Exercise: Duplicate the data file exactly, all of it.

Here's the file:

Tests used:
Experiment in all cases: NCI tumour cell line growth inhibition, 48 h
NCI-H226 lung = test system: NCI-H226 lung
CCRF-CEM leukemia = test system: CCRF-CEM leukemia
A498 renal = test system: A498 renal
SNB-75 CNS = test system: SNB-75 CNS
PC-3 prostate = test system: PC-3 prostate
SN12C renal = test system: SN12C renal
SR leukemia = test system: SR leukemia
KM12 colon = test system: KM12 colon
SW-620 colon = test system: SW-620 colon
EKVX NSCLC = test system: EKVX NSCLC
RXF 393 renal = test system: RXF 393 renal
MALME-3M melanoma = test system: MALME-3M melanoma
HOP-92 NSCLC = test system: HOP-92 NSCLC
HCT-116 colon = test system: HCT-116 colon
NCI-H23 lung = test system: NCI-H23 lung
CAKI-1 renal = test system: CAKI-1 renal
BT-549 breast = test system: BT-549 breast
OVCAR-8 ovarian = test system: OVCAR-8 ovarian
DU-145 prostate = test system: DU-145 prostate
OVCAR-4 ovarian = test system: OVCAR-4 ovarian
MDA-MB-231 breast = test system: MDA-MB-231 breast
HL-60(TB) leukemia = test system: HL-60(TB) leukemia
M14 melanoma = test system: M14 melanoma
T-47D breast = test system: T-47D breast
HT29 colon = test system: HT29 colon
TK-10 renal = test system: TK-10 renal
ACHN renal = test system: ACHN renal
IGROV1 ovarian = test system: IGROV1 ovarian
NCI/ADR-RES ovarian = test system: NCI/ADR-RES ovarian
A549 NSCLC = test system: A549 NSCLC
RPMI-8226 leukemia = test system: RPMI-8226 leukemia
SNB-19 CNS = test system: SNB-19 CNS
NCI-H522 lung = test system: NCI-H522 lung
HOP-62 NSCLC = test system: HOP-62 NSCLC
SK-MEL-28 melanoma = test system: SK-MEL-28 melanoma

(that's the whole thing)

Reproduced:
Tests used:
Experiment in all cases: NCI tumour cell line growth inhibition, 48 h
NCI-H226 lung = test system: NCI-H226 lung
CCRF-CEM leukemia = test system: CCRF-CEM leukemia
A498 renal = test system: A498 renal
SNB-75 CNS = test system: SNB-75 CNS
PC-3 prostate = test system: PC-3 prostate
SN12C renal = test system: SN12C renal
SR leukemia = test system: SR leukemia
KM12 colon = test system: KM12 colon
SW-620 colon = test system: SW-620 colon
EKVX NSCLC = test system: EKVX NSCLC
RXF 393 renal = test system: RXF 393 renal
MALME-3M melanoma = test system: MALME-3M melanoma
HOP-92 NSCLC = test system: HOP-92 NSCLC
HCT-116 colon = test system: HCT-116 colon
NCI-H23 lung = test system: NCI-H23 lung
CAKI-1 renal = test system: CAKI-1 renal
BT-549 breast = test system: BT-549 breast
OVCAR-8 ovarian = test system: OVCAR-8 ovarian
DU-145 prostate = test system: DU-145 prostate
OVCAR-4 ovarian = test system: OVCAR-4 ovarian
MDA-MB-231 breast = test system: MDA-MB-231 breast
HL-60(TB) leukemia = test system: HL-60(TB) leukemia
M14 melanoma = test system: M14 melanoma
T-47D breast = test system: T-47D breast
HT29 colon = test system: HT29 colon
TK-10 renal = test system: TK-10 renal
ACHN renal = test system: ACHN renal
IGROV1 ovarian = test system: IGROV1 ovarian
NCI/ADR-RES ovarian = test system: NCI/ADR-RES ovarian
A549 NSCLC = test system: A549 NSCLC
RPMI-8226 leukemia = test system: RPMI-8226 leukemia
SNB-19 CNS = test system: SNB-19 CNS
NCI-H522 lung = test system: NCI-H522 lung
HOP-62 NSCLC = test system: HOP-62 NSCLC
SK-MEL-28 melanoma = test system: SK-MEL-28 melanoma